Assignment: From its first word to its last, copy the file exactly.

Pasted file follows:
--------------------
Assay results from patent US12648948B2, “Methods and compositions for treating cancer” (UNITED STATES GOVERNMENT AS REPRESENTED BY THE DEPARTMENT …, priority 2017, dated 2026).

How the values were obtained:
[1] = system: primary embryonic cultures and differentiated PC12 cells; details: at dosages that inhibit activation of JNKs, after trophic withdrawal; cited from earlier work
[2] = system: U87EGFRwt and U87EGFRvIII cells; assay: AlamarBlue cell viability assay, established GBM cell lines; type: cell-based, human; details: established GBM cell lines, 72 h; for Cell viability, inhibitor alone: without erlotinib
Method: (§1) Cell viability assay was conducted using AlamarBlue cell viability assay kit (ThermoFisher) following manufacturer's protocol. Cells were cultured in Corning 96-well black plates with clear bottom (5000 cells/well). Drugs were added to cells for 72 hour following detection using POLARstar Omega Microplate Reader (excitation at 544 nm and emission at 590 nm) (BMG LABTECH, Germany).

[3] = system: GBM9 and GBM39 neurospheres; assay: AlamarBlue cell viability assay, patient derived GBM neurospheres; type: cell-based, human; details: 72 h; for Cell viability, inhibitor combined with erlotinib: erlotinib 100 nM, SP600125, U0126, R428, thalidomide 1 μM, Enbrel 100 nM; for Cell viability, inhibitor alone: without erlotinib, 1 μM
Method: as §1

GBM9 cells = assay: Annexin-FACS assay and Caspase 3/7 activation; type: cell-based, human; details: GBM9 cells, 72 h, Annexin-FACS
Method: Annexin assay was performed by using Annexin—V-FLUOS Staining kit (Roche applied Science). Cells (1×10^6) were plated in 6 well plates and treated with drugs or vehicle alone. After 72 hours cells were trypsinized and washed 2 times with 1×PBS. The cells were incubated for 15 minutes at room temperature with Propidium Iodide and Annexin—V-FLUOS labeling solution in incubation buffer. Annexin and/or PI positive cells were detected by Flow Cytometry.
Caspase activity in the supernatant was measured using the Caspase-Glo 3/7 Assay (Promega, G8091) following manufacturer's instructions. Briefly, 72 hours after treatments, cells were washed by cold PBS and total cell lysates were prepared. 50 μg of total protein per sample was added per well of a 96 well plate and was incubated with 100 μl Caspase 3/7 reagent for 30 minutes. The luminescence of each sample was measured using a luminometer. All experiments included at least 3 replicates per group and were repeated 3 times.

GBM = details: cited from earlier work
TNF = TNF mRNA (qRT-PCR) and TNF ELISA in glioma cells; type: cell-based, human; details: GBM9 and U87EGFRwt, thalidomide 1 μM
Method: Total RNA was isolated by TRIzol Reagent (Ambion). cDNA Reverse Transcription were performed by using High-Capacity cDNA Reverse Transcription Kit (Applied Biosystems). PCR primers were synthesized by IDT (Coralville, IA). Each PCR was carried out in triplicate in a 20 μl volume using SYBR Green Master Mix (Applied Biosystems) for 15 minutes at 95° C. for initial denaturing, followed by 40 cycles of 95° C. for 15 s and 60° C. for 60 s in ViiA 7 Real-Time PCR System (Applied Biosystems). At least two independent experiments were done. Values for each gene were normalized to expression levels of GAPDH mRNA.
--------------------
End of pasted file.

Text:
Assay results from patent US12648948B2, “Methods and compositions for treating cancer” (UNITED STATES GOVERNMENT AS REPRESENTED BY THE DEPARTMENT …, priority 2017, dated 2026).

How the values were obtained:
[1] = system: primary embryonic cultures and differentiated PC12 cells; details: at dosages that inhibit activation of JNKs, after trophic withdrawal; cited from earlier work
[2] = system: U87EGFRwt and U87EGFRvIII cells; assay: AlamarBlue cell viability assay, established GBM cell lines; type: cell-based, human; details: established GBM cell lines, 72 h; for Cell viability, inhibitor alone: without erlotinib
Method: (§1) Cell viability assay was conducted using AlamarBlue cell viability assay kit (ThermoFisher) following manufacturer's protocol. Cells were cultured in Corning 96-well black plates with clear bottom (5000 cells/well). Drugs were added to cells for 72 hour following detection using POLARstar Omega Microplate Reader (excitation at 544 nm and emission at 590 nm) (BMG LABTECH, Germany).

[3] = system: GBM9 and GBM39 neurospheres; assay: AlamarBlue cell viability assay, patient derived GBM neurospheres; type: cell-based, human; details: 72 h; for Cell viability, inhibitor combined with erlotinib: erlotinib 100 nM, SP600125, U0126, R428, thalidomide 1 μM, Enbrel 100 nM; for Cell viability, inhibitor alone: without erlotinib, 1 μM
Method: as §1

GBM9 cells = assay: Annexin-FACS assay and Caspase 3/7 activation; type: cell-based, human; details: GBM9 cells, 72 h, Annexin-FACS
Method: Annexin assay was performed by using Annexin—V-FLUOS Staining kit (Roche applied Science). Cells (1×10^6) were plated in 6 well plates and treated with drugs or vehicle alone. After 72 hours cells were trypsinized and washed 2 times with 1×PBS. The cells were incubated for 15 minutes at room temperature with Propidium Iodide and Annexin—V-FLUOS labeling solution in incubation buffer. Annexin and/or PI positive cells were detected by Flow Cytometry.
Caspase activity in the supernatant was measured using the Caspase-Glo 3/7 Assay (Promega, G8091) following manufacturer's instructions. Briefly, 72 hours after treatments, cells were washed by cold PBS and total cell lysates were prepared. 50 μg of total protein per sample was added per well of a 96 well plate and was incubated with 100 μl Caspase 3/7 reagent for 30 minutes. The luminescence of each sample was measured using a luminometer. All experiments included at least 3 replicates per group and were repeated 3 times.

GBM = details: cited from earlier work
TNF = TNF mRNA (qRT-PCR) and TNF ELISA in glioma cells; type: cell-based, human; details: GBM9 and U87EGFRwt, thalidomide 1 μM
Method: Total RNA was isolated by TRIzol Reagent (Ambion). cDNA Reverse Transcription were performed by using High-Capacity cDNA Reverse Transcription Kit (Applied Biosystems). PCR primers were synthesized by IDT (Coralville, IA). Each PCR was carried out in triplicate in a 20 μl volume using SYBR Green Master Mix (Applied Biosystems) for 15 minutes at 95° C. for initial denaturing, followed by 40 cycles of 95° C. for 15 s and 60° C. for 60 s in ViiA 7 Real-Time PCR System (Applied Biosystems). At least two independent experiments were done. Values for each gene were normalized to expression levels of GAPDH mRNA.